The Black Panther Party cultivated several important leaders. Former Malcolm X devotee and prison activist Eldridge Cleaver became the Panthers’ information minister soon after the formation of the party. Cleaver, a writer for Ramparts, a New Left journal, became one of the more important intellectuals of the group, which now coalesced in a political salon known as Black House in San Francisco. Cleaver’s wife, Kathleen, became the first women to assume a leadership role in the Party’s inner circle. Eldridge Cleaver’s role grew after the fall 1967 arrest of Newton on murder charges stemming from incident with Oakland police in which one officer was killed and another wounded (Newton’s subsequent conviction and imprisonment kicked off the iconic “Free Huey” movement). Cleaver was the voice of the party during its high profile feud with Carmichael and SNCC. Cleaver explained that the Panthers adhered to the principle of proletarian internationalism, which implied solidarity with all people struggling against capitalism. Marxist-Leninist principles had successfully liberated oppressed populations and avoided the fate of those motivated by ethnic nationalism, which had rapidly deteriorated into tyrannies. As a demonstration of interracial solidarity, Cleaver became the party’s candidate for President of the United States in the national election of 1968 for the Peace and Freedom Party. That same year, Oakland police wounded Cleaver and killed Panther Bobby Hutton in a gunfight. The Panthers wounded two officers. The state charged Cleaver with attempted murder. Cleaver fled to Cuba, for a while leading the party’s international wing.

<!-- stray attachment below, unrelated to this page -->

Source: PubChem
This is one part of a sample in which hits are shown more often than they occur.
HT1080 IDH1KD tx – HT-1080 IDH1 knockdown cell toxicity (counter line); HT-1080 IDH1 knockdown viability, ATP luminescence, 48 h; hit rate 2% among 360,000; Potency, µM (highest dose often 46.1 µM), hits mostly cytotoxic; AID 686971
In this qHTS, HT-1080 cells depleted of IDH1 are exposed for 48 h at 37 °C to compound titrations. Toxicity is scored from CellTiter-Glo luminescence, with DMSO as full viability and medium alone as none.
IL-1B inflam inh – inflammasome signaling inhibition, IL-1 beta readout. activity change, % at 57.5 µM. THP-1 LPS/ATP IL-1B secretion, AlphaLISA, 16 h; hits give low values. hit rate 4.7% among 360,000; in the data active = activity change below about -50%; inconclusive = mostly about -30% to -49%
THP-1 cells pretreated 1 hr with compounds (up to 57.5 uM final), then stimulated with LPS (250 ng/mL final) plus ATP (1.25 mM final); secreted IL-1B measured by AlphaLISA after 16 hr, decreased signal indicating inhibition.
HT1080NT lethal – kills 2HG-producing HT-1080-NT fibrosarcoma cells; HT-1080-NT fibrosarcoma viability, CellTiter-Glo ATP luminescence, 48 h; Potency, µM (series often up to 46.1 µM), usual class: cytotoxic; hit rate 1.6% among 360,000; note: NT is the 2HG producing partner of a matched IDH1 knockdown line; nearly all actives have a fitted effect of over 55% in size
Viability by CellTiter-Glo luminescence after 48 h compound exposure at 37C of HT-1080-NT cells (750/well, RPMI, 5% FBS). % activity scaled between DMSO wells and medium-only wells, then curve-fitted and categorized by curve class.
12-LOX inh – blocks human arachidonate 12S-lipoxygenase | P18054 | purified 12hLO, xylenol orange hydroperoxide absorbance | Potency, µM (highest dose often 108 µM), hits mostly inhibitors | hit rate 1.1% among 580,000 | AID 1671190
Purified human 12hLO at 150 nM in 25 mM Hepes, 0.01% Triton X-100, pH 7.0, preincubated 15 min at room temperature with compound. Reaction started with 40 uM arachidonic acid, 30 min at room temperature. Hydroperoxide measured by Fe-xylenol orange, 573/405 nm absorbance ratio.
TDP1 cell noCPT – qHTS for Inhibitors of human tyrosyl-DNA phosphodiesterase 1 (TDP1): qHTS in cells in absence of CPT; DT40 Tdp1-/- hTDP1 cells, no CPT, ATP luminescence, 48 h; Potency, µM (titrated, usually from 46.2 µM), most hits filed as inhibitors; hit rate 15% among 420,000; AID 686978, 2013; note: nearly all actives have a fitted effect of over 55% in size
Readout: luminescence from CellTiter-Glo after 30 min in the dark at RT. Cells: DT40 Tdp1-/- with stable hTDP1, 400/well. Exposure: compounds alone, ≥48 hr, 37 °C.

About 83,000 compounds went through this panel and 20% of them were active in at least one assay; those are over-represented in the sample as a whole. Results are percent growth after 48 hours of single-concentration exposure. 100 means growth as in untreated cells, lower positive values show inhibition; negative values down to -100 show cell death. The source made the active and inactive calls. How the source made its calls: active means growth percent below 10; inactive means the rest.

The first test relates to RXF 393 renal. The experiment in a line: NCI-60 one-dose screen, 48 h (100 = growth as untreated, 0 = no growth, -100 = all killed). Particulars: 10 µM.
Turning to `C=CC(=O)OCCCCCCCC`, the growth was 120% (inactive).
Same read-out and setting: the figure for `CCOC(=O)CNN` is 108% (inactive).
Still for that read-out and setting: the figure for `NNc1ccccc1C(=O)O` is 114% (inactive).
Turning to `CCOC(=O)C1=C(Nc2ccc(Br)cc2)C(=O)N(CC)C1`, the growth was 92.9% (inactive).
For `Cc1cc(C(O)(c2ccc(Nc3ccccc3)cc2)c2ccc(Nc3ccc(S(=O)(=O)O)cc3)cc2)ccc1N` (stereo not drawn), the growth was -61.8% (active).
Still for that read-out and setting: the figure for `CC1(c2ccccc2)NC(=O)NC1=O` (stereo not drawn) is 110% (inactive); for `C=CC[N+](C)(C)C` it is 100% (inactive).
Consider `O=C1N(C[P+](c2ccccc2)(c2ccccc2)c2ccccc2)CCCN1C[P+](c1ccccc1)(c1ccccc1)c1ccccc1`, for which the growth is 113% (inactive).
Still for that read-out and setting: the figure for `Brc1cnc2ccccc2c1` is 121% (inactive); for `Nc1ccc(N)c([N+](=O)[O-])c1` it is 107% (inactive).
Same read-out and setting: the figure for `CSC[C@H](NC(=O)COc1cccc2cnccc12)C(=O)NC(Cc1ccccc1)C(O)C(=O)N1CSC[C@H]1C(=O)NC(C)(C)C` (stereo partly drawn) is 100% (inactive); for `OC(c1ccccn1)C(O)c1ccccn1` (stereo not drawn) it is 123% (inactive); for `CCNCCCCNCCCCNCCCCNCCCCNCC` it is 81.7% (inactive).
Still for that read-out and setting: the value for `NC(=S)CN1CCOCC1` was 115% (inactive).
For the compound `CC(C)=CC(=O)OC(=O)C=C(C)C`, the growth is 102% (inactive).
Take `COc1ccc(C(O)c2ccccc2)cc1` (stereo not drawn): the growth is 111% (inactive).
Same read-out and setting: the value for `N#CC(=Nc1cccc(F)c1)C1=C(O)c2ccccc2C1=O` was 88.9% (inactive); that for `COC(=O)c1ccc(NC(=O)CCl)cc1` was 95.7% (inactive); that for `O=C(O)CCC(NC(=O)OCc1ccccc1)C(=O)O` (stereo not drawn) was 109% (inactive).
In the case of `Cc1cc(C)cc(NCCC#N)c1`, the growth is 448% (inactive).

Fred Hampton joined the party in 1968. On the strength of his intellect and remarkable organizing prowess, he rapidly rose through the ranks to become leader of the Chicago chapter. Success drew the attention of authorities who were particularly troubled by his efforts to organize a coalition between the party and Chicago’s street gangs. The FBI was concerned that this would swell the numbers of the national revolutionary movement. Hampton’s success in engineering a truce testified to the efficacy of the Panther’s class-based education. When the Panthers and SNCC split, Hampton took over the Illinois state party. Among his other accomplishments was a free breakfast program for schoolchildren. Hampton was set to become a member of the party’s central committee when, on December 4, 1969, he was assassinated, alongside fellow Panther Mark Clark, by Chicago police in an attack coordinated by the FBI and ordered by Cook County State’s Attorney Edward Hanrahan.